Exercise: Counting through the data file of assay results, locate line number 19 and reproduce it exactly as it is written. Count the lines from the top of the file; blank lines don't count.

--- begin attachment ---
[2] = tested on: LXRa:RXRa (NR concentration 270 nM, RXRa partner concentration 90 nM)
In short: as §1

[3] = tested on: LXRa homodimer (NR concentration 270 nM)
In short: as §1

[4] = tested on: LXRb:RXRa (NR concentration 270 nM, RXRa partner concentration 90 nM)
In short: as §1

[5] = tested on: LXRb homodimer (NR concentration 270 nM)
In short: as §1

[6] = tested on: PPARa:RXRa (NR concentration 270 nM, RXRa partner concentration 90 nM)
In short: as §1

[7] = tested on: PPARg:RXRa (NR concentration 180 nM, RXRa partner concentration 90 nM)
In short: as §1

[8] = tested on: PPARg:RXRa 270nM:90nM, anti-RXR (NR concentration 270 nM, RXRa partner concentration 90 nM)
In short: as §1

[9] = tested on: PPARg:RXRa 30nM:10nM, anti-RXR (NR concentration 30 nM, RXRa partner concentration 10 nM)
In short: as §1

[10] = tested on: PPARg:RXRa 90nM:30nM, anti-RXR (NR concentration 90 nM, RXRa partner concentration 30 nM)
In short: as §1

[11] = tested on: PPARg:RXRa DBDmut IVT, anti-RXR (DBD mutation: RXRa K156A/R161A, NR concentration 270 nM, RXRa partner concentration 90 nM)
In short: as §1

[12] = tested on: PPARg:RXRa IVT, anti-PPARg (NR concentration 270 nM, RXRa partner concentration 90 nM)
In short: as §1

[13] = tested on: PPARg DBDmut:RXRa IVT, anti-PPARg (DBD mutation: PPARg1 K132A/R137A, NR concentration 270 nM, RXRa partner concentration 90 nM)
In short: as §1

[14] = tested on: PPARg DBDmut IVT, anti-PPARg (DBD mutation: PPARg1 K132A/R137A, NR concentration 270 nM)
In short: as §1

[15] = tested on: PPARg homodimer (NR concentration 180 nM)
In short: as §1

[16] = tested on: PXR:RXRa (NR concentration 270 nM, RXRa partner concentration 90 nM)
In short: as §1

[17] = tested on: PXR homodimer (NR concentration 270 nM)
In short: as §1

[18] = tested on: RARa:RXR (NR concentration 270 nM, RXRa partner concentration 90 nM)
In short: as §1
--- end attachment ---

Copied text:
[11] = tested on: PPARg:RXRa DBDmut IVT, anti-RXR (DBD mutation: RXRa K156A/R161A, NR concentration 270 nM, RXRa partner concentration 90 nM)